Henry Betts (right) and Monika raised money through individual teams participating in Team Momentum, the MDA’s endurance fundraising program. Their fundraising team won top honors as the most productive MDA fundraising group in America.
Betts was an innovator in medical rehabilitation. His innovations transformed how doctors treated their patients, shifting global attitudes toward disability and advocating for initiatives like the Americans with Disabilities Act.
Early Life and Education
At New Rochelle, N.Y.’s one-room schoolhouse he was taught by a woman living with disabilities; these experiences and those of family members inspired him to become a physician and work with those living with disability.
Betts earned his Bachelor’s degree at Princeton University and his medical degree from the University of Virginia Medical School, before serving his internship and two-year commitment in the Marine Corps before returning home for residency training with Howard Rusk – considered to be one of the pioneers of rehabilitation medicine.
He became a tireless champion for disabled individuals, from organizing protests to lobbying city hall on accessibility issues like curb cuts and higher parking meter rates. Additionally, he advocated for helmet and seat-belt laws, reduced speed limits, and an increase in drinking age.
Betts has shown incredible poise given his youth and size since joining the minor leagues for the first time this season. His impactful play has set off alarm bells with fans all across baseball; his promotion to Triple-A Pawtucket can only come sooner or later.
Leader, teacher and caring citizen. His life’s work is advocating for people with disabilities; he founded the Rehabilitation Institute of Chicago (RIC), one of the nation’s leading centers in research, education, training and service provision to those living with disabilities.
Henry and Bloom both believe it would have been irresponsible of Boston to extend Betts when they acquired younger talent like Rafael Devers, Xander Bogaerts, and David Price during this offseason. Doing so would have cost over $100 million in one season alone while creating little value until at least three years from now.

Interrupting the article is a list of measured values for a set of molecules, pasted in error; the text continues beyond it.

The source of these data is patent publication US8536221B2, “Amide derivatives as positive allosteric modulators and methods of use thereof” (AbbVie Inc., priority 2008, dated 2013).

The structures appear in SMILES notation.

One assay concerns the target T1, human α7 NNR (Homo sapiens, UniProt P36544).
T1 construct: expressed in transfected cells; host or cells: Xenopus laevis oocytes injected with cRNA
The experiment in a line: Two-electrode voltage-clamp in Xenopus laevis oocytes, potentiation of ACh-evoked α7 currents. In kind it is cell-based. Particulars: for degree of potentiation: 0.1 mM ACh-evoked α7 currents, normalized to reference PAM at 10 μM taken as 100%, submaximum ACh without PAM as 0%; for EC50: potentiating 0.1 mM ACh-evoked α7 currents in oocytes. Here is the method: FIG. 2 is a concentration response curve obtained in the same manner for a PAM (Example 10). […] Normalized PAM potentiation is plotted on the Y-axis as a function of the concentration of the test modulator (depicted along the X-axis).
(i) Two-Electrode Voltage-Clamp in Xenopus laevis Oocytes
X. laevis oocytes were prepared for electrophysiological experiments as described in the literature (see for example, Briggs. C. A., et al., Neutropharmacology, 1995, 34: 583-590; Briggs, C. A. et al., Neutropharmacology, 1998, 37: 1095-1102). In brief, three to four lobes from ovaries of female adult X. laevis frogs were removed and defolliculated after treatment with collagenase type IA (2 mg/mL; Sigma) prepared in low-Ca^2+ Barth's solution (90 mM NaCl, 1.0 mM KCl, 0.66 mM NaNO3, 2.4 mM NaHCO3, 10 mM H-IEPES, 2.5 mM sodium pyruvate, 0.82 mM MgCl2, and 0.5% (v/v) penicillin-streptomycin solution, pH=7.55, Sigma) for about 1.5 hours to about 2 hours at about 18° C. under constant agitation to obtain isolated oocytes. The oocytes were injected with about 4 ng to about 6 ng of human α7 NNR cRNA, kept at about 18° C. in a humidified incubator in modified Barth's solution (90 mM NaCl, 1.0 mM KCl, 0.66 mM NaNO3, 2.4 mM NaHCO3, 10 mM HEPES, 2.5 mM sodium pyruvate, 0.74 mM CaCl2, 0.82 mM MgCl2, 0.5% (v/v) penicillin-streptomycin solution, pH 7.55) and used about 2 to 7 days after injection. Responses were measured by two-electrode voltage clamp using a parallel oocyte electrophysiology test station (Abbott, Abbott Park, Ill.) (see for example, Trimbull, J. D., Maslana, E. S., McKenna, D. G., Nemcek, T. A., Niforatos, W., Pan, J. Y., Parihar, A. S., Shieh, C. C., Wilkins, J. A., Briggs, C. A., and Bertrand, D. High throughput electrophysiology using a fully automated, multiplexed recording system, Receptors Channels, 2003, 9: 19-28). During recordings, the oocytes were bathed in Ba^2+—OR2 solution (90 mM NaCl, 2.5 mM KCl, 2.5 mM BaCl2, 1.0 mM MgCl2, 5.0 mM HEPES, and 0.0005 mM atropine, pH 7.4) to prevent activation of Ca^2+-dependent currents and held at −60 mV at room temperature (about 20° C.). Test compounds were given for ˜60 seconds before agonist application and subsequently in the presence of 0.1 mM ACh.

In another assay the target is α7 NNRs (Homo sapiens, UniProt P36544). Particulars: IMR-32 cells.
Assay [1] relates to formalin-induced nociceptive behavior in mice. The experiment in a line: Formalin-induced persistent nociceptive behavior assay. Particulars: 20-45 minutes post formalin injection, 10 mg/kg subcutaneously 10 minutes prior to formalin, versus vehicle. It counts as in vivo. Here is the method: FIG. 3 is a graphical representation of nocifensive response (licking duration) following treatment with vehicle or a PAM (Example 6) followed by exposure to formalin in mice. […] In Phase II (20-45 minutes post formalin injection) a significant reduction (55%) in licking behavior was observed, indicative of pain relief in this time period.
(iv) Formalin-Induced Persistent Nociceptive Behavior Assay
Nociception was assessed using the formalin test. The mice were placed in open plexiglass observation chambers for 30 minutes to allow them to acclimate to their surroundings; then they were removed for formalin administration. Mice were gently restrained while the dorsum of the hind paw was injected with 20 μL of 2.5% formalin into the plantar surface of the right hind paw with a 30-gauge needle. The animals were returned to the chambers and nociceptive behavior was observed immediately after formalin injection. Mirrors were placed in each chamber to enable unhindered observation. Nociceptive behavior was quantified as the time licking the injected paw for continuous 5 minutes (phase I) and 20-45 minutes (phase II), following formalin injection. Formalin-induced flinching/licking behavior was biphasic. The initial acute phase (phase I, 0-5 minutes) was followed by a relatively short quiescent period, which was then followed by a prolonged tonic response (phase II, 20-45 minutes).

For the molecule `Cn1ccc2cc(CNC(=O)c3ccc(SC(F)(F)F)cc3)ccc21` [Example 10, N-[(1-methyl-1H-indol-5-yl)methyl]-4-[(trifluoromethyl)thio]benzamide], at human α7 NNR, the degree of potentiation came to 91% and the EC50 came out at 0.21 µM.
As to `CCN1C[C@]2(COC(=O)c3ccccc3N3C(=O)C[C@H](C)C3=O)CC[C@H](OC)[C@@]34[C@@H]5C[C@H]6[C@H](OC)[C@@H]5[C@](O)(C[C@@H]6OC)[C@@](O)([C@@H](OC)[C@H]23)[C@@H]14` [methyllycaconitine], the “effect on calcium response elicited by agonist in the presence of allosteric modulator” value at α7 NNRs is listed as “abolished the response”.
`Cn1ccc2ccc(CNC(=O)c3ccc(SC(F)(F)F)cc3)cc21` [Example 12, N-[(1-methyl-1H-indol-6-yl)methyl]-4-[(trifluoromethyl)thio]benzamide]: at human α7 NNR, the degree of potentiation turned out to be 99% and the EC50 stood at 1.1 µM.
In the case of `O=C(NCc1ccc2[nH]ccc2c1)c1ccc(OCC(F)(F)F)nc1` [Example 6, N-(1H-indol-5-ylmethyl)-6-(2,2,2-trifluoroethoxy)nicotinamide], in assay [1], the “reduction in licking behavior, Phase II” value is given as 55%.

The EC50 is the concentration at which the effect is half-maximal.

Achievement and Honors
In 1994 he received the prestigious Henry B. Betts Award from the American Congress of Rehabilitation Medicine to honor him for his contributions to rehabilitation research. In addition, he founded and served as first chairman for American Association of People with Disabilities.
He tirelessly championed the rights of those with disabilities and worked to reduce stigmas surrounding their condition. Additionally, he supported the Americans with Disabilities Act and strongly promoted disability research.
He was also a passionate sports fan and dedicated family man; meeting his wife at a dance, they soon fell in love, had one daughter together, and in 2012 were honored by receiving the Viscardi Center Public Service Award.
At the forefront of civic leadership was William “Billy” Wilson who advocated for helmet and seat-belt laws, reduced speed limits and raising of drinking age to 21. Additionally he supported independent living movements which eventually resulted in passage of Americans with Disabilities Act.
At Bristo’s clinics, not only did he offer medical expertise; he also took pride in offering personal touch. “Sending notes of congratulations or calling when having any question on movement issues came up; as well as encouraging legislators to help if needed”, were all ways that helped people reenter society and thrive again, claims Bristo.
Her father was an influential connector who shared a passion for rehabilitation. His aim was to ensure that those living with disabilities would one day be seen as citizens instead of just patients, she notes.
Henry is the founder and chairman of Fenway Sports Group, which holds an 80% interest in New England Sports Network (which also airs NHL’s Boston Bruins), the Boston Red Sox baseball club, real estate properties around Fenway Park as well as English soccer club Liverpool FC. Henry also owns a minority stake in Cleveland Indians.
He and Tom Werner purchased the Red Sox from the Yawkey Trust in 2001, ending the Curse of the Bambino in the process. Since then, the team has gone on to win three World Series and boast an astounding record valuation of $3.2 billion according to Forbes.
Sources have reported that the Henrys are currently engaged in negotiations to purchase the Washington Commanders, an NFL team put up for sale by Dan Snyder.